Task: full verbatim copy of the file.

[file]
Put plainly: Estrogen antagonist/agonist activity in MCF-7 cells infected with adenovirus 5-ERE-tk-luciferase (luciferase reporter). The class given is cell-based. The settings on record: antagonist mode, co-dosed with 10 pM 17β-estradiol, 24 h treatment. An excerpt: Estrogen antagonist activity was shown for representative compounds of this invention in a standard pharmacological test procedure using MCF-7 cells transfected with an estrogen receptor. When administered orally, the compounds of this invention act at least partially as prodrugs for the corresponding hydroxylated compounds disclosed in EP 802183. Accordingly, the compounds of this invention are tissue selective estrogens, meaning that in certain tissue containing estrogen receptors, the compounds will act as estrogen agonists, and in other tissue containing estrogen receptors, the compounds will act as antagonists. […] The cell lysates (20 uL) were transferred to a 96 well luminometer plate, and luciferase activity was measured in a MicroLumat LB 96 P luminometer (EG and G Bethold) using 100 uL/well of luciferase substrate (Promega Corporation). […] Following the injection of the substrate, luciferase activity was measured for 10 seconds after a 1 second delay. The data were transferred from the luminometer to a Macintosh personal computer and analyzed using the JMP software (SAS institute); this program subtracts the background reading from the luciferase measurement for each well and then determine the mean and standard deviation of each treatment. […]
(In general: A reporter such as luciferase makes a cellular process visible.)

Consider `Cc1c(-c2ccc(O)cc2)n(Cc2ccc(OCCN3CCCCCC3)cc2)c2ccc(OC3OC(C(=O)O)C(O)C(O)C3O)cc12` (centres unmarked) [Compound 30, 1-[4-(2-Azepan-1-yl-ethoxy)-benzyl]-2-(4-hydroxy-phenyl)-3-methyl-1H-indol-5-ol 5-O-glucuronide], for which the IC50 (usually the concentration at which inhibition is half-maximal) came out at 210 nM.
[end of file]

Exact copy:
Put plainly: Estrogen antagonist/agonist activity in MCF-7 cells infected with adenovirus 5-ERE-tk-luciferase (luciferase reporter). The class given is cell-based. The settings on record: antagonist mode, co-dosed with 10 pM 17β-estradiol, 24 h treatment. An excerpt: Estrogen antagonist activity was shown for representative compounds of this invention in a standard pharmacological test procedure using MCF-7 cells transfected with an estrogen receptor. When administered orally, the compounds of this invention act at least partially as prodrugs for the corresponding hydroxylated compounds disclosed in EP 802183. Accordingly, the compounds of this invention are tissue selective estrogens, meaning that in certain tissue containing estrogen receptors, the compounds will act as estrogen agonists, and in other tissue containing estrogen receptors, the compounds will act as antagonists. […] The cell lysates (20 uL) were transferred to a 96 well luminometer plate, and luciferase activity was measured in a MicroLumat LB 96 P luminometer (EG and G Bethold) using 100 uL/well of luciferase substrate (Promega Corporation). […] Following the injection of the substrate, luciferase activity was measured for 10 seconds after a 1 second delay. The data were transferred from the luminometer to a Macintosh personal computer and analyzed using the JMP software (SAS institute); this program subtracts the background reading from the luciferase measurement for each well and then determine the mean and standard deviation of each treatment. […]
(In general: A reporter such as luciferase makes a cellular process visible.)

Consider `Cc1c(-c2ccc(O)cc2)n(Cc2ccc(OCCN3CCCCCC3)cc2)c2ccc(OC3OC(C(=O)O)C(O)C(O)C3O)cc12` (centres unmarked) [Compound 30, 1-[4-(2-Azepan-1-yl-ethoxy)-benzyl]-2-(4-hydroxy-phenyl)-3-methyl-1H-indol-5-ol 5-O-glucuronide], for which the IC50 (usually the concentration at which inhibition is half-maximal) came out at 210 nM.